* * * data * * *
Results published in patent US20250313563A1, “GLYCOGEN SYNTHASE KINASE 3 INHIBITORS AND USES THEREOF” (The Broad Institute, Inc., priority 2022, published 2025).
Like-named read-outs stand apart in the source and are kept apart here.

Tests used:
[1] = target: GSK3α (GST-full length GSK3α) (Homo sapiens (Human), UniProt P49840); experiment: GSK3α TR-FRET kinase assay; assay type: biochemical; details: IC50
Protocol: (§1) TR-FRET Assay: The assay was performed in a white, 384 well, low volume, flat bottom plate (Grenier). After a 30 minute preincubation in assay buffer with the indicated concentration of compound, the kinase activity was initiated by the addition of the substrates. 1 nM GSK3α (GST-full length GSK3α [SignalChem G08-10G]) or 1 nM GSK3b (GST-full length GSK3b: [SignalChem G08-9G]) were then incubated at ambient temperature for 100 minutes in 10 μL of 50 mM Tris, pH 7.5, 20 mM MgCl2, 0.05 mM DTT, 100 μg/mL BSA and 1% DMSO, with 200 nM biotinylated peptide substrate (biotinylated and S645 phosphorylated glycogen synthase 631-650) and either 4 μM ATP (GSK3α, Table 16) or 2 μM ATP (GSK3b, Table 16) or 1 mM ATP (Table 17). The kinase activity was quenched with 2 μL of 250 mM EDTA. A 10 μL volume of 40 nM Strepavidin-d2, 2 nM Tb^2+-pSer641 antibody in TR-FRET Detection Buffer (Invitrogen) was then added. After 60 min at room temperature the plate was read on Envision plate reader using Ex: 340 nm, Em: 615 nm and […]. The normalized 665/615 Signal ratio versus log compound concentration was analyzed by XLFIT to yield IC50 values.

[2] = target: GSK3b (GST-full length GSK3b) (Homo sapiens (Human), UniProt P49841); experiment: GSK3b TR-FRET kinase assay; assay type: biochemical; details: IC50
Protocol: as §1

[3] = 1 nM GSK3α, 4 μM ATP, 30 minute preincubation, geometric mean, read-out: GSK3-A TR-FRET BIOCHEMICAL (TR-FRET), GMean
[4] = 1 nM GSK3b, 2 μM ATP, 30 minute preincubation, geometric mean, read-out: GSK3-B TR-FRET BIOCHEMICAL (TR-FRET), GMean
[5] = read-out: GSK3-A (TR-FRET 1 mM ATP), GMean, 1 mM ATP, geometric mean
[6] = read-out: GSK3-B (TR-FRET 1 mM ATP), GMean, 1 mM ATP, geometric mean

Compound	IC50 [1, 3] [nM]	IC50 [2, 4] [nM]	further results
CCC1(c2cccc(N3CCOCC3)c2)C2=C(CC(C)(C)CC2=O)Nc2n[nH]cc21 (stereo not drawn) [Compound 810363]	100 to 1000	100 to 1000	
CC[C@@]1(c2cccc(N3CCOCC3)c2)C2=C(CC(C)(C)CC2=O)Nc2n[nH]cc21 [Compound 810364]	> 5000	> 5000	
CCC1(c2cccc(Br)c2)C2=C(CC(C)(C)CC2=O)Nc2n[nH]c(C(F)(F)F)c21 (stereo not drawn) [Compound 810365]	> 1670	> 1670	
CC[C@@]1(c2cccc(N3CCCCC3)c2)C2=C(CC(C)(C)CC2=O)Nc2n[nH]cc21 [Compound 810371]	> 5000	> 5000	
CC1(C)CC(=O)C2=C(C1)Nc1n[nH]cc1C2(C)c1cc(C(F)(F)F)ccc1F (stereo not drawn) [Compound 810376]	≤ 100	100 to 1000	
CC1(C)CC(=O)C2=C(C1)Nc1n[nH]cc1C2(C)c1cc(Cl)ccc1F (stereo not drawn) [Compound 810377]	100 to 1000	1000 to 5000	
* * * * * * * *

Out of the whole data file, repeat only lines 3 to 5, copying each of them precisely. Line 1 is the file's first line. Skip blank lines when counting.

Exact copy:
Tests used:
[1] = target: GSK3α (GST-full length GSK3α) (Homo sapiens (Human), UniProt P49840); experiment: GSK3α TR-FRET kinase assay; assay type: biochemical; details: IC50
Protocol: (§1) TR-FRET Assay: The assay was performed in a white, 384 well, low volume, flat bottom plate (Grenier). After a 30 minute preincubation in assay buffer with the indicated concentration of compound, the kinase activity was initiated by the addition of the substrates. 1 nM GSK3α (GST-full length GSK3α [SignalChem G08-10G]) or 1 nM GSK3b (GST-full length GSK3b: [SignalChem G08-9G]) were then incubated at ambient temperature for 100 minutes in 10 μL of 50 mM Tris, pH 7.5, 20 mM MgCl2, 0.05 mM DTT, 100 μg/mL BSA and 1% DMSO, with 200 nM biotinylated peptide substrate (biotinylated and S645 phosphorylated glycogen synthase 631-650) and either 4 μM ATP (GSK3α, Table 16) or 2 μM ATP (GSK3b, Table 16) or 1 mM ATP (Table 17). The kinase activity was quenched with 2 μL of 250 mM EDTA. A 10 μL volume of 40 nM Strepavidin-d2, 2 nM Tb^2+-pSer641 antibody in TR-FRET Detection Buffer (Invitrogen) was then added. After 60 min at room temperature the plate was read on Envision plate reader using Ex: 340 nm, Em: 615 nm and […]. The normalized 665/615 Signal ratio versus log compound concentration was analyzed by XLFIT to yield IC50 values.